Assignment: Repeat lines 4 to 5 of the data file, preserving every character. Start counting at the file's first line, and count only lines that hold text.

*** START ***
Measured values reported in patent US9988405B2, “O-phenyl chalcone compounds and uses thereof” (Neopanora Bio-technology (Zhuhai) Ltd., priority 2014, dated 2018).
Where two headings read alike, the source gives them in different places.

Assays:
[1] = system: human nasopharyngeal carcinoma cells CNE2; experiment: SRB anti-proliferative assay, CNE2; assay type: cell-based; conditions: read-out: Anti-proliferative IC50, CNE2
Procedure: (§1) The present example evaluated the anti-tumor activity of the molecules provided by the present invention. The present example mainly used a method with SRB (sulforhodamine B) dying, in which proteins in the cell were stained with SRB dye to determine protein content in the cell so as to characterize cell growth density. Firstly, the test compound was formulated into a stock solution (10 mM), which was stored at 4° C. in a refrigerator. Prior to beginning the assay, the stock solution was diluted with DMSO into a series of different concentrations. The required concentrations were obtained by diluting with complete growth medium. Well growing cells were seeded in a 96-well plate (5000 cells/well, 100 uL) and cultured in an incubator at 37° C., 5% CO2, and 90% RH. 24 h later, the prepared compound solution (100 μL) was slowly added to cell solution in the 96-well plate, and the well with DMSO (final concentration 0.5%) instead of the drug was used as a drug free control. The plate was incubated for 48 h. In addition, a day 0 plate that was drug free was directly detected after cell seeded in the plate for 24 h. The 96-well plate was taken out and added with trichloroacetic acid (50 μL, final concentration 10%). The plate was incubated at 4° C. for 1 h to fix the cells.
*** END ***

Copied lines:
[1] = system: human nasopharyngeal carcinoma cells CNE2; experiment: SRB anti-proliferative assay, CNE2; assay type: cell-based; conditions: read-out: Anti-proliferative IC50, CNE2
Procedure: (§1) The present example evaluated the anti-tumor activity of the molecules provided by the present invention. The present example mainly used a method with SRB (sulforhodamine B) dying, in which proteins in the cell were stained with SRB dye to determine protein content in the cell so as to characterize cell growth density. Firstly, the test compound was formulated into a stock solution (10 mM), which was stored at 4° C. in a refrigerator. Prior to beginning the assay, the stock solution was diluted with DMSO into a series of different concentrations. The required concentrations were obtained by diluting with complete growth medium. Well growing cells were seeded in a 96-well plate (5000 cells/well, 100 uL) and cultured in an incubator at 37° C., 5% CO2, and 90% RH. 24 h later, the prepared compound solution (100 μL) was slowly added to cell solution in the 96-well plate, and the well with DMSO (final concentration 0.5%) instead of the drug was used as a drug free control. The plate was incubated for 48 h. In addition, a day 0 plate that was drug free was directly detected after cell seeded in the plate for 24 h. The 96-well plate was taken out and added with trichloroacetic acid (50 μL, final concentration 10%). The plate was incubated at 4° C. for 1 h to fix the cells.